IPCC Fourth Assessment Report: Climate Change 2007
Climate Change 2007: Working Group III: Mitigation of Climate Change

4.3 Primary energy resource potentials, supply chain and conversion technologies

This section discusses primary-supply and secondary-energy (carrier) technologies. Technologies that have developed little since the TAR are covered in detail elsewhere (e.g., IEA, 2006a). Energy flows proceed from primary sources through carriers to provide services for end-users (Figure 4.3). The status of energy sources and carriers is reviewed here along with their available resource potential and usage, conversion technologies, costs and environmental impacts. An analysis is made of the potential contributions due to further technological development for each resource to meet the world’s growing energy needs, but also to reduce atmospheric GHG emissions. Assessments of global energy reserves, resources and fluxes, together with cost ranges and sustainability issues, are summarized in Table 4.2.

Table 4.2: Generalized data for global energy resources (including potential reserves), annual rate of use (490 EJ in 2005), share of primary energy supply and comments on associated environmental impacts.

Energy class Specific energy sourcea Estimated available energy resourceb (EJ) Rate of use in 2005 (EJ/yr)c 2005 share of total supply (%) Comments on environmental impacts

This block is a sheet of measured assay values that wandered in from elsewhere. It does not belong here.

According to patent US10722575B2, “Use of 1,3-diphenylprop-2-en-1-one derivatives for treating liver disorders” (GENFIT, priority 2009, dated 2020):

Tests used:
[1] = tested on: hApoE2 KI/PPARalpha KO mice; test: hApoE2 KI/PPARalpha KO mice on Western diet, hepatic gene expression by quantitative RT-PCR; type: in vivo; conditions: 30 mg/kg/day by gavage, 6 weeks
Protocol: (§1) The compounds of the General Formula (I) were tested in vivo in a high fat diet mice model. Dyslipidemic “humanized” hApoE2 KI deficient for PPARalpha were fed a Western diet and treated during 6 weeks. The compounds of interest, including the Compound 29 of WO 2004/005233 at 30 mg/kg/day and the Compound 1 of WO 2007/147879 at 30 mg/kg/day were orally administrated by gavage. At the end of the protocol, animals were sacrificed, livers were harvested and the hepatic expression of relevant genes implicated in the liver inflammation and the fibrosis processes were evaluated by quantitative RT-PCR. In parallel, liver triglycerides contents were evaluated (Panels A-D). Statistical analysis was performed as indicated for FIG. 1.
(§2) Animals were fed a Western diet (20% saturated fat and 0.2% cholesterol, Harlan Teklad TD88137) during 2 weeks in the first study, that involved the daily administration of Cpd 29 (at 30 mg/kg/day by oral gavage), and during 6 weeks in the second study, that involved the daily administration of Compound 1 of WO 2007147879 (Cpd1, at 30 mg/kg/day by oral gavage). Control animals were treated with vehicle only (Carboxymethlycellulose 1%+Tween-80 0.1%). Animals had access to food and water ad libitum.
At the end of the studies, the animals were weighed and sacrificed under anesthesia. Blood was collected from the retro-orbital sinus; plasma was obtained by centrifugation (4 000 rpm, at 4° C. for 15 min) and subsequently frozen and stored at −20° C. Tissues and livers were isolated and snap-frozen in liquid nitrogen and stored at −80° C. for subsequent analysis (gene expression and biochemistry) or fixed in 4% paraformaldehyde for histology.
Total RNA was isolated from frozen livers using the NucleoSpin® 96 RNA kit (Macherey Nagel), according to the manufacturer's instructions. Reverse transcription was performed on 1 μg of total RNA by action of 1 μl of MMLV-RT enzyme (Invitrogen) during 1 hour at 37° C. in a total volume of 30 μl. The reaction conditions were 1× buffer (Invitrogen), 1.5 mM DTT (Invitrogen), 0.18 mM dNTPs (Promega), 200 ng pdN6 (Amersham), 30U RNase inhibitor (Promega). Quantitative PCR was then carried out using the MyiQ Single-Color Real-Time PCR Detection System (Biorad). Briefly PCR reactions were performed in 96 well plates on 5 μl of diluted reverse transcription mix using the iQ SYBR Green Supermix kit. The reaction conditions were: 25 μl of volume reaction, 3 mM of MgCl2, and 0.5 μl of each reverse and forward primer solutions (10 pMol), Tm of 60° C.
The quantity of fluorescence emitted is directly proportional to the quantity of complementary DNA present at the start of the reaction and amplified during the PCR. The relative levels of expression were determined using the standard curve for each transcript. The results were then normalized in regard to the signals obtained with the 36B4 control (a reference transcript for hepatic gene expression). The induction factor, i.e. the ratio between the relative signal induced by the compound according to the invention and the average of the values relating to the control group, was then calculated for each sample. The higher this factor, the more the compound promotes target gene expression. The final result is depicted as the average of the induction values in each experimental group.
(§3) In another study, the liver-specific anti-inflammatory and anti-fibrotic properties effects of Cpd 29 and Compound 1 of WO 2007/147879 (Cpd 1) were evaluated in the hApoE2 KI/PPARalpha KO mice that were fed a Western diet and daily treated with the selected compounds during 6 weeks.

Fossil energy Coal (conventional) >100,000 120 25 Average 92.0 gCO2/MJ 
Coal (unconventional) 32,000     
Peatd large 0.2 <0.1   
Gas (conventional) 13,500 100 21 Average 52.4 gCO2/MJ 
Gas (unconventional) 18,000 Small   Unknown, likely higher 
Coalbed methane  >8,000?  1.5 0.3  
Tight sands  8,000  3.3 0.7  
Hydrates  >60,000   
Oil (conventional) 10,000 160 33 Average 76.3 gCO2/MJ 
Oil (unconventional) 35,000 0.6 Unknown, likely higher 
Nuclear Uraniume 7,400 26 5.3 Spent fuel disposition 
Uranium recyclef 220,000 Very small   Waste disposal 
Fusion 5 x 109 estimated   Tritium handling 
Renewableg Hydro (>10 MW) 60 /yr 25 5.1 Land-use impacts 
Hydro (< 10 MW) 2 /yr 0.8 0.2  
Wind 600 /yr 0.95 0.2  
Biomass (modern) 250 /yr 1.8 Likely land-use for crops 
Biomass (traditional)  37 7.6 Air pollution 
Geothermal 5,000 /yr 0.4 Waterway contamination 
Solar PV 1,600 /yr  0.2 <0.1 Toxics in manufacturing 
Concentrating solar 50 /yrh 0.03 0.1 Small 
Ocean (all sources) 7/yr (exploitable) <1 Land and coastal issues. 


a See Glossary for definitions of conventional and unconventional.

b Various sources contain ranges, some wider than others (e.g., those for conventional oil cluster much more closely than those for biomass). For the purposes of this assessment of mitigation potentials these values, generalized to a first approximation with some very uncertain, are more than adequate.

c Hydro and wind are treated as equivalent energy to fossil and biomass since the conversion losses are much less (www.iea.org/textbase/stats/questionaire/faq.asp)